A Towering Replica Statue of Roman Emperor Constantine Lands in Rome

The sculpture was recreated from existing fragments and with modern modeling techniques.

The reconstructed monumental statue depicting Roman emperor Constantine the Great in the garden of Villa Caffarelli, part of the Capitoline Museums. Photo: Stefano Costantino/SOPA Images/LightRocket via Getty Images.

The Colossus of Constantine has returned to Rome, recreated from existing fragments with the help of latest 3D scanning and modeling technologies. Produced by the Madrid-based digital preservation nonprofit Factum Foundation, the statue was first exhibited at Fondazione Prada’s 2022 exhibition “Recycling Beauty.” Early this month, the 42-feet-tall, 1:1 facsimile of the Colossus arrived in Rome, and will remain in the garden of Villa Caffarelli of Musei Capitolini at least until 2025.

It is believed that the original Colossus, commissioned by the emperor Constantine and produced between 313 and 315 C.E. was itself a “remake,” adapting a pre-existing pagan statue. Placed in the Basilica of Maxentius, it commemorated the rule of emperor Constantine, marking his and the Roman Empire’s conversion from paganism to Christianity. This was also where the marble fragments used in the recreation of the Colossus were discovered in the 15th century, now on view at the Palazzo dei Conservatori in Rome. Missing parts of the monumental seated figure are thought to have been pillaged for bronze sometime in the late Antiquity.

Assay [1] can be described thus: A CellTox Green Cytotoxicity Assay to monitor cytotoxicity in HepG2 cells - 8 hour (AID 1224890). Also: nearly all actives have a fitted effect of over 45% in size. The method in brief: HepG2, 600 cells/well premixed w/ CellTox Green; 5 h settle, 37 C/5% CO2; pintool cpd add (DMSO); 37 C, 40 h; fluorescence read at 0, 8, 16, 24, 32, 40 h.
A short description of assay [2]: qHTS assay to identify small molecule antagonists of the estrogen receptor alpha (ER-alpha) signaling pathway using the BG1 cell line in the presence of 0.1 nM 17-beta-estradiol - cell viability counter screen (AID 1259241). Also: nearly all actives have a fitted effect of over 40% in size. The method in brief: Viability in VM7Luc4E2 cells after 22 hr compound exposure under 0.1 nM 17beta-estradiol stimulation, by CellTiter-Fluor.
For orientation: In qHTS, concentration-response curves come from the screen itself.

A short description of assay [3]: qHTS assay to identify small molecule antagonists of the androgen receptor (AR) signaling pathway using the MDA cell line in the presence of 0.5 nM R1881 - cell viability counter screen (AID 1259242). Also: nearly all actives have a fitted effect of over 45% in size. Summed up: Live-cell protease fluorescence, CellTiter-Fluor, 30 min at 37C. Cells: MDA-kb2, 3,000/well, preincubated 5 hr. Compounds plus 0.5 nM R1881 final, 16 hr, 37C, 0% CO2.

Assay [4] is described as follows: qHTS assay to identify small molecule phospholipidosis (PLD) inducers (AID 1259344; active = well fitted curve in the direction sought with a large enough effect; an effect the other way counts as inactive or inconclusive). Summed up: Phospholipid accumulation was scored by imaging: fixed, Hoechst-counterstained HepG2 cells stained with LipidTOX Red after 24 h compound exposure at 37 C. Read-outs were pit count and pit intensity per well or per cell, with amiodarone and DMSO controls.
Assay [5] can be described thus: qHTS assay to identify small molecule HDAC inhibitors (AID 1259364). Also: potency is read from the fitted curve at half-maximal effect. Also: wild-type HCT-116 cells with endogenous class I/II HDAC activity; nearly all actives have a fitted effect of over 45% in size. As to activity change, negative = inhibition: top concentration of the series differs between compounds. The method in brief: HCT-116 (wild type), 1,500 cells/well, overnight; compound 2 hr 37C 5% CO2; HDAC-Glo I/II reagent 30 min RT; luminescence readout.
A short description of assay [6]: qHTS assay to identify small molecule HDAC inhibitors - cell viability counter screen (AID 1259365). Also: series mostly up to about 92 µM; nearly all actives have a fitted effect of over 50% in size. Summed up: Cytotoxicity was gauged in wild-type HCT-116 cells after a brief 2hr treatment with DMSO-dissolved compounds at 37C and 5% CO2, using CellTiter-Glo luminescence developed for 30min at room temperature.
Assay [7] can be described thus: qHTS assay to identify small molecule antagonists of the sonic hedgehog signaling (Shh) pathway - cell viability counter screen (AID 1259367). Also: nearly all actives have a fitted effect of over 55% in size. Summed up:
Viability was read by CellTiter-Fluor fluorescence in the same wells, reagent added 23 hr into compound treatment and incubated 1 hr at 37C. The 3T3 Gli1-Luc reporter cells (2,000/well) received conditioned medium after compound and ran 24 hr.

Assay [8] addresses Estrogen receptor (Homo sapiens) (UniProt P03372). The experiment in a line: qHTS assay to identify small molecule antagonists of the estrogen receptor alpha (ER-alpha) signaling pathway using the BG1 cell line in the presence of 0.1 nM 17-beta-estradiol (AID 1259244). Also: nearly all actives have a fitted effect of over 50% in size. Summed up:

The surviving portions of the statue of Roman Emperor Constantine the Great on view in a courtyard of the Capitoline Museums. Photo: Stefano Costantino/SOPA Images/LightRocket via Getty Images.

Fragments from Rome and one chest fragment from the Parco Archeologico del Colosseo were scanned using photogrammetry and a LiDAR scanner, technologies increasingly popular in heritage preservation and conservation. Missing parts of the statue were modeled by 3D sculptor Irene Gaumé in consultation with experts and curators at the Musei Capitolini and with reference to coeval statues from Ara Pacis Museum, the State Hermitage Museum in Saint Petersburg and the Museo Nazionale Romano.

In place of the original white marble and bronze clad onto a brick and wood structure, the facsimile features contemporary materials and techniques. 3D printing, reinforced resin, polyurethane, marble dust, aluminum, gold leaf, and plaster were combined to produce a durable facsimile that closely imitates original materials, Factum Foundation reported in an extensive write-up.

Detail of replica of the statue Roman Emperor Constantine that was rebuilt using 3D technology. Photo: Stefano Costantino/SOPA Images/LightRocket via Getty Images.

Digitally reconstructed parts of the statue were visually distinguished from facsimiles made from scanned fragments. “We’re not trying to build a fake object,” the founder of Factum Foundation Adam Lowe told the New York Times. “We’re trying to build something that physically and emotionally engages and that intellectually stimulates you.”

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